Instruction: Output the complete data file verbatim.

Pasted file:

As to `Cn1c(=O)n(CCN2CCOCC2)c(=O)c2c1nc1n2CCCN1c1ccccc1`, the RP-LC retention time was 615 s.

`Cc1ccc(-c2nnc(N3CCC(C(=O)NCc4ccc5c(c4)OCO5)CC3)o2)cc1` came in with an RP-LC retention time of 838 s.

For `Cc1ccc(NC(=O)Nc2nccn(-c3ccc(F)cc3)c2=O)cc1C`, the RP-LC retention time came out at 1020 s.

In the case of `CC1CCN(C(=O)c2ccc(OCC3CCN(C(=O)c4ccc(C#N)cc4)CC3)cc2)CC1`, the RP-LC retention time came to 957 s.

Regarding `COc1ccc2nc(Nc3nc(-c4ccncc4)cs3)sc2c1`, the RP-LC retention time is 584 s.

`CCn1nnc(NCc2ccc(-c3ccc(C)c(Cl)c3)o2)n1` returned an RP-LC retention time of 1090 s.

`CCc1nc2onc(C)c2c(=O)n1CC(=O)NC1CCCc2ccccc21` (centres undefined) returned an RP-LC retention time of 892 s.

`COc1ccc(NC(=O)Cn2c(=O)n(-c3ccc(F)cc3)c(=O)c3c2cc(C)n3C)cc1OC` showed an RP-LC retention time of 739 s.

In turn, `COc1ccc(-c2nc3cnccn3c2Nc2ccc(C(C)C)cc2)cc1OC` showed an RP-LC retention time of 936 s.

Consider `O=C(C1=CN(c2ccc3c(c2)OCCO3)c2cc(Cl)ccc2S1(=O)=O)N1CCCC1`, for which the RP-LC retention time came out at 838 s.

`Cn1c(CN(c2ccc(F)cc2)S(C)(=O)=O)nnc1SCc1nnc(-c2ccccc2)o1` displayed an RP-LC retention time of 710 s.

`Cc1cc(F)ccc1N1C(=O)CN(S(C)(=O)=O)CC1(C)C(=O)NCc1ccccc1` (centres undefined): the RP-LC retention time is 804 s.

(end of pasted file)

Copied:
As to `Cn1c(=O)n(CCN2CCOCC2)c(=O)c2c1nc1n2CCCN1c1ccccc1`, the RP-LC retention time was 615 s.

`Cc1ccc(-c2nnc(N3CCC(C(=O)NCc4ccc5c(c4)OCO5)CC3)o2)cc1` came in with an RP-LC retention time of 838 s.

For `Cc1ccc(NC(=O)Nc2nccn(-c3ccc(F)cc3)c2=O)cc1C`, the RP-LC retention time came out at 1020 s.

In the case of `CC1CCN(C(=O)c2ccc(OCC3CCN(C(=O)c4ccc(C#N)cc4)CC3)cc2)CC1`, the RP-LC retention time came to 957 s.

Regarding `COc1ccc2nc(Nc3nc(-c4ccncc4)cs3)sc2c1`, the RP-LC retention time is 584 s.

`CCn1nnc(NCc2ccc(-c3ccc(C)c(Cl)c3)o2)n1` returned an RP-LC retention time of 1090 s.

`CCc1nc2onc(C)c2c(=O)n1CC(=O)NC1CCCc2ccccc21` (centres undefined) returned an RP-LC retention time of 892 s.

`COc1ccc(NC(=O)Cn2c(=O)n(-c3ccc(F)cc3)c(=O)c3c2cc(C)n3C)cc1OC` showed an RP-LC retention time of 739 s.

In turn, `COc1ccc(-c2nc3cnccn3c2Nc2ccc(C(C)C)cc2)cc1OC` showed an RP-LC retention time of 936 s.

Consider `O=C(C1=CN(c2ccc3c(c2)OCCO3)c2cc(Cl)ccc2S1(=O)=O)N1CCCC1`, for which the RP-LC retention time came out at 838 s.

`Cn1c(CN(c2ccc(F)cc2)S(C)(=O)=O)nnc1SCc1nnc(-c2ccccc2)o1` displayed an RP-LC retention time of 710 s.

`Cc1cc(F)ccc1N1C(=O)CN(S(C)(=O)=O)CC1(C)C(=O)NCc1ccccc1` (centres undefined): the RP-LC retention time is 804 s.